Remember when we said we ate jellyfish? Well: 1) It was absolutely fantastic; and 2) We didn't know we were eating it, because it's mixed in the seasoning of the smoked pork salad with mustard sauce. Do not shy away from this chance to expand your flavor horizons. The pork in this dish holds its smoke flavor nicely, so if you like ham hock and mongo beans you're going to be happy. The sauce itself is bright, refreshing and acidic, from the mixture of mustard and lemon. The jellyfish is a pleasant surprise on the palate. We can't say it had too much flavor, but its texture was pleasurably chewy and added to the enjoyment of the dish.
With appetizers out of the way the Post queued into the entrée line – first stop, braised beef rib with soy sauce. The beef here was fall-off-the-bone tender with a deep-set flavor that only comes from hours of slow cooking. There's something magical that happens when the gristle in a beefy rib breaks down and melts into the sweetened soy base. Really, it's just wonderful.
By the time we got through the ribs, we were already starting on our second plate of food at the buffet. We know, that's far too few plates for an all-you-can-eat restaurant, but we were pacing ourselves. We wanted to save room for one of Korea's most popular street dishes: chuncheon-style stir-fried spicy chicken. The chicken was cooked in a dried chile, soy sauce, vinegar and hoisin sauce marinade with a sweet potato thrown in for good measure. It's a nice break from all the pork and beef.
We next moved onto the ssam, which is almost like a salad you can eat in one bite. The dish is put together in the palm of one's hand, taking a slice of grilled pork or chicken, placing it in a perilla leaf, adding garlic and a touch of ssamjang sauce before wrapping the whole thing in a lettuce leaf. Embrace the bold flavors here! You want that raw garlic in your ssamjang sauce, because even though both are explosive with flavor, they blend magnificently against the hoppy perilla and savory grilled meat. If you're wondering what's in the ssamjang, it's typically a blend of chiles, fermented bean paste and many other ingredients. It's spicy, sweet, savory and hard to keep off your plate once you try it.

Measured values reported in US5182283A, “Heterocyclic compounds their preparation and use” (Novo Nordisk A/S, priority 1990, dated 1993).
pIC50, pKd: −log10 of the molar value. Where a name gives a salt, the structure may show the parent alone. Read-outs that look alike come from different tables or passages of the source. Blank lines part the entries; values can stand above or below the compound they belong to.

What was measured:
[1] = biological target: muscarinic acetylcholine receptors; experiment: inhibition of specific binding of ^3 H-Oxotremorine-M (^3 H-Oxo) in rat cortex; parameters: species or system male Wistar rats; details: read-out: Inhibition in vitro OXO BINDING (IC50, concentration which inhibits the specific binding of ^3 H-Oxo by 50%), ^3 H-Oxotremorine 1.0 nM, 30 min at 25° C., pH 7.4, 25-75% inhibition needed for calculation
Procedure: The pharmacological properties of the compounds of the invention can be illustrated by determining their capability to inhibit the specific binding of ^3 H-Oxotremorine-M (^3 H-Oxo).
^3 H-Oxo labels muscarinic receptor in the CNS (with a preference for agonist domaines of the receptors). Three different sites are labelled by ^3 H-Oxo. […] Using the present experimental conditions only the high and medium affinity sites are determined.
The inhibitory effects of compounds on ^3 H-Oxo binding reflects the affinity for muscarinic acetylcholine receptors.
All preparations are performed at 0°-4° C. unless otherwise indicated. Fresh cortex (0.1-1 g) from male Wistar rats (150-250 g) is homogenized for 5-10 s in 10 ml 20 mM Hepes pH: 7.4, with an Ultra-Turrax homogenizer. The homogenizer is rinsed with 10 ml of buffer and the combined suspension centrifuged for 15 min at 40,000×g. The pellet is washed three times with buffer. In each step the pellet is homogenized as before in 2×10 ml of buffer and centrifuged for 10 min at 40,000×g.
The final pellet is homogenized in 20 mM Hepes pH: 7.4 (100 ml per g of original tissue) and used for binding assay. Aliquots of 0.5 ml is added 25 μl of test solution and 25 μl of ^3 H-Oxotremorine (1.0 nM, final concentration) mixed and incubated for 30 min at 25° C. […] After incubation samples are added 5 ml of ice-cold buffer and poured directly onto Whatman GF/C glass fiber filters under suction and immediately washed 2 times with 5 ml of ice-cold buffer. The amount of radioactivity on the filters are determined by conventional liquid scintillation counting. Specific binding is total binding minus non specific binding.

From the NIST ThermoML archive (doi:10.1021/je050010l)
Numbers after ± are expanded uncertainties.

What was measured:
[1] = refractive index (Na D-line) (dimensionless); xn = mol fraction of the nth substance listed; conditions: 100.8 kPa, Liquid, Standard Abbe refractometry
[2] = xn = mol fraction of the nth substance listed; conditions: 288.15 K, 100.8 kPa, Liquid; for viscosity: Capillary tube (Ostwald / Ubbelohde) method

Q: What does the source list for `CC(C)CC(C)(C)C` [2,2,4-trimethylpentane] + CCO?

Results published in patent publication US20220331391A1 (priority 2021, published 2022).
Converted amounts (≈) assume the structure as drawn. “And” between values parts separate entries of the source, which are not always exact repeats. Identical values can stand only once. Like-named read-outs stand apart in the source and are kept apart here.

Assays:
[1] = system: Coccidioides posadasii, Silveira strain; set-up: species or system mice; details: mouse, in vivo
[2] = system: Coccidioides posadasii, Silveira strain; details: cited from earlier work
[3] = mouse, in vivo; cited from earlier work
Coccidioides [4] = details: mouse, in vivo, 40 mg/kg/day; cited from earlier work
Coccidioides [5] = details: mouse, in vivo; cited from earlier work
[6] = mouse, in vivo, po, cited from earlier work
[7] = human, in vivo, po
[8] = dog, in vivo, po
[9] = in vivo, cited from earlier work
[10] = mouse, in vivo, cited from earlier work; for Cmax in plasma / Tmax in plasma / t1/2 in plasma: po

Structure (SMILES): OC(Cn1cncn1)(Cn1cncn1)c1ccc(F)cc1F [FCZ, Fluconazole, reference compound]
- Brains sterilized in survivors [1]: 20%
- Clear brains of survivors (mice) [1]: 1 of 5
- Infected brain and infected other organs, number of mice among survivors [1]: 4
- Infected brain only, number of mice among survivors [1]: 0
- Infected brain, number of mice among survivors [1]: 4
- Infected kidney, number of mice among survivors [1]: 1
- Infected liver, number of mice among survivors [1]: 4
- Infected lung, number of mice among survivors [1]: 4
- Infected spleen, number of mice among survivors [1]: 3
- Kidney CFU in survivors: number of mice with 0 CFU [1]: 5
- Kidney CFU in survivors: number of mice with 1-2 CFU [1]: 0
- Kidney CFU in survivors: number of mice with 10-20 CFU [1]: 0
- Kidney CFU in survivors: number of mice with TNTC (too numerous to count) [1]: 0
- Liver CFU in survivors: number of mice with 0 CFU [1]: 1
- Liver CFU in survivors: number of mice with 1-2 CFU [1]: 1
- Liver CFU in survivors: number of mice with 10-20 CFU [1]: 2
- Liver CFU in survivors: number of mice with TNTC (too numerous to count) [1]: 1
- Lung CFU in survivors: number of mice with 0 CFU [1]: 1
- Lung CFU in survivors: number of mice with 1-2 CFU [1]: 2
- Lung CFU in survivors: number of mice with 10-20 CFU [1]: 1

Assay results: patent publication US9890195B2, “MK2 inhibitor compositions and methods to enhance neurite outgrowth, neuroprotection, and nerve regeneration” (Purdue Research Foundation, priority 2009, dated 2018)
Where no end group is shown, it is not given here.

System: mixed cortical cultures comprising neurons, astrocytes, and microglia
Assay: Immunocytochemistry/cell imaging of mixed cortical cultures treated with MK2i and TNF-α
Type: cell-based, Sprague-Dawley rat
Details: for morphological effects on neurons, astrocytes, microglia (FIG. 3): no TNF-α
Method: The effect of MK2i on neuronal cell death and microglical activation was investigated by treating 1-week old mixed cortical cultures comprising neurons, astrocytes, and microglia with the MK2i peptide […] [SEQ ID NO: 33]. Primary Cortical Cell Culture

Of course we couldn't leave without first digging into the Chinese-influenced dishes being served at Taste. There were staples like honey walnut shrimp and fried rice being served, but the Post was more interested in the hot pots of noodles being freshly prepared. We decided on a nice bowl of champong, a spicy seafood noodle soup that Taste claims will "refresh your spirit." It's wonderfully light as a soup, with a pleasant brine that's reminiscent of the ocean. You can experience bites of prawn, squid and more with each spoonful, and there are even pieces of pork that blend well with the hot peppers.
At the end of the entrée portion, we were very close to taking our food baby back to the Post newsroom to take a nap at our desk. However, we got a whiff of something decadently sweet coming from the dessert table, and suddenly found the strength to renew our dedication to this food column. It turns out that Taste also features a live hotteok station, cooking up fresh batches of sugary, mixed-seed Korean pancakes for all who desire them. The hotteok is wonderfully chewy, but not in the way an American pancake is. It's more akin to a soft English muffin, but with a delightful buttery flavor. It's topped with cream cheese and mint, then filled with a caramelized almond paste. Oh my goodness – Cinnabon, eat your heart out. We're glad that it closed out our meal at Taste, and you will be, too, once you try it.
Head to Taste to taste everything we did and more. The menu rotates daily and features more than 50 dishes. Reservations can be made at 647-1020.